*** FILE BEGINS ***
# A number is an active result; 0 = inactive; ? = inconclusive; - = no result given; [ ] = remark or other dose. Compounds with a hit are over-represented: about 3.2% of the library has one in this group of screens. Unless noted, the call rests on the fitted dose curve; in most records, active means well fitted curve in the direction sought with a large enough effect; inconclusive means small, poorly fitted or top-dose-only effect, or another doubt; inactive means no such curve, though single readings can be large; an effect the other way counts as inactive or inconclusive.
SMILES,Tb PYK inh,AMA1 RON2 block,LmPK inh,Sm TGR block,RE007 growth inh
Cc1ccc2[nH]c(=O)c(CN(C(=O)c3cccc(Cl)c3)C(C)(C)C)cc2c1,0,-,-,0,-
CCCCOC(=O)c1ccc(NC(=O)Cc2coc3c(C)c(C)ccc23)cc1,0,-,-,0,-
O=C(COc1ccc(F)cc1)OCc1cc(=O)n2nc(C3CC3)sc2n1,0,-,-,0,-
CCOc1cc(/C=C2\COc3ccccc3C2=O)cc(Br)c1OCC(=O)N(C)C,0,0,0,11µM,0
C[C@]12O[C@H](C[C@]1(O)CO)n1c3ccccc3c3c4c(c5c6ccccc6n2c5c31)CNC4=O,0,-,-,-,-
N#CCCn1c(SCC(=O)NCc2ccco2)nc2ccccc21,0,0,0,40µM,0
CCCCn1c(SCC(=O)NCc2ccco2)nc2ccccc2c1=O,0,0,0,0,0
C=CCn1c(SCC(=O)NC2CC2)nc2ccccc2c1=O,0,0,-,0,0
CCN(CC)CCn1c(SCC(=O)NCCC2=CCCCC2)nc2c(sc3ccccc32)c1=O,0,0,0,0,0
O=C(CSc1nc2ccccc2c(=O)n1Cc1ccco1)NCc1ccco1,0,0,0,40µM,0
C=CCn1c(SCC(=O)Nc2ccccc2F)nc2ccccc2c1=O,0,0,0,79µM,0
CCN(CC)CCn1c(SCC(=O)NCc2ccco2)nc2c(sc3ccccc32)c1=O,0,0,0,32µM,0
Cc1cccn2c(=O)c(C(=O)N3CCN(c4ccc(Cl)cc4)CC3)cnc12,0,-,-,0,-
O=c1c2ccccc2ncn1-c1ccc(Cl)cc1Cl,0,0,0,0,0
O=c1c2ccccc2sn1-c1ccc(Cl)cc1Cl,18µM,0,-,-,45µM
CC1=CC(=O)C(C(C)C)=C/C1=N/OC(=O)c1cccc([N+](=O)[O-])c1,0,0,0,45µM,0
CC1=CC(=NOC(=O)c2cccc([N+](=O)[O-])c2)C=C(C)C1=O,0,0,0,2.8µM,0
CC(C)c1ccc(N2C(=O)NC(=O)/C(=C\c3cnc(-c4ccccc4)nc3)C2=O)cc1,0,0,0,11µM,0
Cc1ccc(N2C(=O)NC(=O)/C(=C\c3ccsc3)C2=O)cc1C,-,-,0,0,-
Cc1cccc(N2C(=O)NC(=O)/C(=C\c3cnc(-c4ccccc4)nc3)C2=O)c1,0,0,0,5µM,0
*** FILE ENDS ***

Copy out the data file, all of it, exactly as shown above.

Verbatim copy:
# A number is an active result; 0 = inactive; ? = inconclusive; - = no result given; [ ] = remark or other dose. Compounds with a hit are over-represented: about 3.2% of the library has one in this group of screens. Unless noted, the call rests on the fitted dose curve; in most records, active means well fitted curve in the direction sought with a large enough effect; inconclusive means small, poorly fitted or top-dose-only effect, or another doubt; inactive means no such curve, though single readings can be large; an effect the other way counts as inactive or inconclusive.
SMILES,Tb PYK inh,AMA1 RON2 block,LmPK inh,Sm TGR block,RE007 growth inh
Cc1ccc2[nH]c(=O)c(CN(C(=O)c3cccc(Cl)c3)C(C)(C)C)cc2c1,0,-,-,0,-
CCCCOC(=O)c1ccc(NC(=O)Cc2coc3c(C)c(C)ccc23)cc1,0,-,-,0,-
O=C(COc1ccc(F)cc1)OCc1cc(=O)n2nc(C3CC3)sc2n1,0,-,-,0,-
CCOc1cc(/C=C2\COc3ccccc3C2=O)cc(Br)c1OCC(=O)N(C)C,0,0,0,11µM,0
C[C@]12O[C@H](C[C@]1(O)CO)n1c3ccccc3c3c4c(c5c6ccccc6n2c5c31)CNC4=O,0,-,-,-,-
N#CCCn1c(SCC(=O)NCc2ccco2)nc2ccccc21,0,0,0,40µM,0
CCCCn1c(SCC(=O)NCc2ccco2)nc2ccccc2c1=O,0,0,0,0,0
C=CCn1c(SCC(=O)NC2CC2)nc2ccccc2c1=O,0,0,-,0,0
CCN(CC)CCn1c(SCC(=O)NCCC2=CCCCC2)nc2c(sc3ccccc32)c1=O,0,0,0,0,0
O=C(CSc1nc2ccccc2c(=O)n1Cc1ccco1)NCc1ccco1,0,0,0,40µM,0
C=CCn1c(SCC(=O)Nc2ccccc2F)nc2ccccc2c1=O,0,0,0,79µM,0
CCN(CC)CCn1c(SCC(=O)NCc2ccco2)nc2c(sc3ccccc32)c1=O,0,0,0,32µM,0
Cc1cccn2c(=O)c(C(=O)N3CCN(c4ccc(Cl)cc4)CC3)cnc12,0,-,-,0,-
O=c1c2ccccc2ncn1-c1ccc(Cl)cc1Cl,0,0,0,0,0
O=c1c2ccccc2sn1-c1ccc(Cl)cc1Cl,18µM,0,-,-,45µM
CC1=CC(=O)C(C(C)C)=C/C1=N/OC(=O)c1cccc([N+](=O)[O-])c1,0,0,0,45µM,0
CC1=CC(=NOC(=O)c2cccc([N+](=O)[O-])c2)C=C(C)C1=O,0,0,0,2.8µM,0
CC(C)c1ccc(N2C(=O)NC(=O)/C(=C\c3cnc(-c4ccccc4)nc3)C2=O)cc1,0,0,0,11µM,0
Cc1ccc(N2C(=O)NC(=O)/C(=C\c3ccsc3)C2=O)cc1C,-,-,0,0,-
Cc1cccc(N2C(=O)NC(=O)/C(=C\c3cnc(-c4ccccc4)nc3)C2=O)c1,0,0,0,5µM,0